The Scottish Colourists

Painting of a red chair, table, wine bottle and cup The Hunterian holds one of the finest collections of work by the four painters who became known, in their lifetime, as the Scottish Colourists –Francis Campbell Boileau Cadell (1883–1937), John Duncan Fergusson (1874–1961), George Leslie Hunter (1879–1931) and Samuel John Peploe (1831–1935). The collection comprises over 130 paintings, works on paper, and sculpture. The majority of the works were presented by three collectors: Alec Macfie (1898–1980), former Professor of Political Economy at this University; Gilbert Innes (1888–1971), a Glasgow businessman who knew Cadell personally; and George Smith (1907–1997), a Glasgow-based accountant.

All aspects of the Colourists’ art are represented, from Peploe and Cadell’s sparkling representations of Iona to Fergusson’s vibrant portrayals of women. Highlights include: work from Fergusson’s productive years in Paris between 1907 and 1913, notably Fauve-related portraits, landscapes and large scale nudes; a unique group of early Hunter drawings for magazine illustrations and prints – the only known works by Hunter to have survived the 1906 San Francisco earthquake which hit during his sojourn in California; and a rare group of Fergusson etchings bequeathed by his widow, the dancer Margaret Morris. The holding of work by Fergusson is particularly strong and includes  Les Eus, one of the most significant British paintings of the early twentieth century, as well as prints, drawings and watercolours, and key examples of his sculpture, notably the carved wooden Dryad and the brass Eastre, both of 1924.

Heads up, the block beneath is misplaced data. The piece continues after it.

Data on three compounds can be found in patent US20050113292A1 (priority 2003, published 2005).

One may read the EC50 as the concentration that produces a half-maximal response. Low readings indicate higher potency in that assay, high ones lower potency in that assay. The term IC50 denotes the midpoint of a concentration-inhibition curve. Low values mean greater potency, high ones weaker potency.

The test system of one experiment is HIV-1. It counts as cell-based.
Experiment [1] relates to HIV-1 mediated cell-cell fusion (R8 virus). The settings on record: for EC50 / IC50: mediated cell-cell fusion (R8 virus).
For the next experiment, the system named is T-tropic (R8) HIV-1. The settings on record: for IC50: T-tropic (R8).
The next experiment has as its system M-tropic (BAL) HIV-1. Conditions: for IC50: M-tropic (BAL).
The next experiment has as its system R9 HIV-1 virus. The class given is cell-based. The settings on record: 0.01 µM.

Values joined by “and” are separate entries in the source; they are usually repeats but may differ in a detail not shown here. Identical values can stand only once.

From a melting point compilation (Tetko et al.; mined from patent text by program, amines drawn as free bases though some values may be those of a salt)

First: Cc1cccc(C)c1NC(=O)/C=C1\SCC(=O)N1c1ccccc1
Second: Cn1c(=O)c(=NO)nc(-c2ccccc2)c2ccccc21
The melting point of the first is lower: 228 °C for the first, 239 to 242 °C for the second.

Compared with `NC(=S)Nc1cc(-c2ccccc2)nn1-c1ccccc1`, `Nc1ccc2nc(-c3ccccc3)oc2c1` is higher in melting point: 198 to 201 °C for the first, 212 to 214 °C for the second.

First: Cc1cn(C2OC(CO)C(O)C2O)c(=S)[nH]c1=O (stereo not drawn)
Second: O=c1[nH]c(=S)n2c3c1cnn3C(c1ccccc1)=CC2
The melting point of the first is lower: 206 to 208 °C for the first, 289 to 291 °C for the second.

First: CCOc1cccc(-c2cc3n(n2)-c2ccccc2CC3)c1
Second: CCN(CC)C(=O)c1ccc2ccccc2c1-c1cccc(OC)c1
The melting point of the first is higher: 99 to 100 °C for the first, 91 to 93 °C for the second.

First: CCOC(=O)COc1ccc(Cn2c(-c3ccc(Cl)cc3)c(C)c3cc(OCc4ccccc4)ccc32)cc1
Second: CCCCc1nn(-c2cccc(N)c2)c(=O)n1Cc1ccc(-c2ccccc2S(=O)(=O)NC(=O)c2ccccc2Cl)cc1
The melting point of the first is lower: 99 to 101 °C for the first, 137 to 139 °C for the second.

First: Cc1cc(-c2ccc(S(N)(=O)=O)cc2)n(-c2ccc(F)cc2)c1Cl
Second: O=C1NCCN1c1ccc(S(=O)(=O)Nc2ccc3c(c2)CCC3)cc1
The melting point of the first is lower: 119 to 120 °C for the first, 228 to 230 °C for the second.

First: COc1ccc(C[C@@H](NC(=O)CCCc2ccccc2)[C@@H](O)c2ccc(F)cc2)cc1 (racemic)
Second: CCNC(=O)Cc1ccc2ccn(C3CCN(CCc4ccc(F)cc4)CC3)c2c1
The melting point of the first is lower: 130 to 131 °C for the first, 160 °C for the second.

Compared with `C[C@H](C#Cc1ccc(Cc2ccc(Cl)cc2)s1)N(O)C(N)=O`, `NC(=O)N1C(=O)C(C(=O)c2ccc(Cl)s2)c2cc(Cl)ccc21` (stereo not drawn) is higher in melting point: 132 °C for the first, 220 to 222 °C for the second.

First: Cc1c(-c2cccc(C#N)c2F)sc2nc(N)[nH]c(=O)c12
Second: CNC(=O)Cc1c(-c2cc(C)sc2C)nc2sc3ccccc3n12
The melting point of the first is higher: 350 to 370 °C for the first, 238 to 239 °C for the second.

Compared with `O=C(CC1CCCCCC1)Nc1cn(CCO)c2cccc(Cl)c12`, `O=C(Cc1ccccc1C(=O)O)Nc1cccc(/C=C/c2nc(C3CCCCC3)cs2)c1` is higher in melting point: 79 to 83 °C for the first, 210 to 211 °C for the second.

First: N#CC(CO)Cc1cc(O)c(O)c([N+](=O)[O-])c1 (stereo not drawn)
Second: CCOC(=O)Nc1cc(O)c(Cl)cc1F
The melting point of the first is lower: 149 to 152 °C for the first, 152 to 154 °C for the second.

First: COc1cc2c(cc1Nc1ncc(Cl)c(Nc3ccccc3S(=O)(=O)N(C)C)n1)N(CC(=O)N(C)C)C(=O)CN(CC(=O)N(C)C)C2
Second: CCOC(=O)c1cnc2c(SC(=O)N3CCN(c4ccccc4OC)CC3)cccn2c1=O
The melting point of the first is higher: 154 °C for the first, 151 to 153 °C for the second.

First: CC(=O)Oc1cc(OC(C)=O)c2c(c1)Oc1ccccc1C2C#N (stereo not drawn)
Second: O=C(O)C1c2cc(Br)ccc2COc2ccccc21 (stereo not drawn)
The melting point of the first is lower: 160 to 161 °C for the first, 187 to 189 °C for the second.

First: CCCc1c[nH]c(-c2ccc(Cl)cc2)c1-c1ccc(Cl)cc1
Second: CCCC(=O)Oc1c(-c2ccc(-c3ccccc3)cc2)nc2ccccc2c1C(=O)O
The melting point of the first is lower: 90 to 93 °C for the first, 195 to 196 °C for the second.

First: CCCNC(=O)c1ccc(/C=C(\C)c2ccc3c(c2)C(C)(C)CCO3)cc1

Painting of a vase of tulips with fruit in a bowlTulips in a Pottery Vase vividly illustrates how Peploe’s association with leading figures of the Parisian avant-garde between 1907 and 1912 which led him to simplify forms and to convey light and space through the use of vibrant primary colours. Still Life and Rosechatel is a striking example of the series of carefully composed studio interiors Cadell painted in the 1920s. It was shown at the 1924 Paris exhibition Les Peintres de l’Ecosse Moderne, where the Colourists exhibited together for the first time and won enthusiastic press coverage.

Image 1: Francis Campbell Boileau Cadell, Still Life and Rosechatel, 1924, oil on canvas
Bequeathed by Gilbert Innes, 1971
GLAHA 43420

Image 2: Samuel John Peploe, Tulips in a Pottery Vase, c.1912, oil on canvas
Bequeathed by George Smith, 1997
GLAHA 41371